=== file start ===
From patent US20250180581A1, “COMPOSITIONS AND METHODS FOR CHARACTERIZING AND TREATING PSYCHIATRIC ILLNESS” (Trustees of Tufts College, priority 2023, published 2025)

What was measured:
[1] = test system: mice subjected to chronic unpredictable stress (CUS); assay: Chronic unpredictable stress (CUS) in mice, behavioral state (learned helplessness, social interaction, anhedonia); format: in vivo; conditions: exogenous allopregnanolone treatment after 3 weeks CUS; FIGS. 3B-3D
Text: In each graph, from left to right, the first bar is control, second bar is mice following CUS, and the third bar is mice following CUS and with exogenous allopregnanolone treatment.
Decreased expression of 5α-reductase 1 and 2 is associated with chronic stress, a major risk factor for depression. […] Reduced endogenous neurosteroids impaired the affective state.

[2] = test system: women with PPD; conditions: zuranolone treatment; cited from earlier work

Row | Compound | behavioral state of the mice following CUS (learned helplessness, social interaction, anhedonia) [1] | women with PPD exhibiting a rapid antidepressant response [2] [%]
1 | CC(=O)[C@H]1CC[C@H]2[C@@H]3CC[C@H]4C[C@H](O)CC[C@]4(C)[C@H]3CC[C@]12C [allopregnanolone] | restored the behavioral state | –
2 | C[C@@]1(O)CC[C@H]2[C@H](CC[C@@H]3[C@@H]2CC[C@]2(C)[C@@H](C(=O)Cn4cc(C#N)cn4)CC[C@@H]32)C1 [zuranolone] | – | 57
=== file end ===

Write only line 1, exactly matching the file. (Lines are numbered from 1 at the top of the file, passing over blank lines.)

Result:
From patent US20250180581A1, “COMPOSITIONS AND METHODS FOR CHARACTERIZING AND TREATING PSYCHIATRIC ILLNESS” (Trustees of Tufts College, priority 2023, published 2025)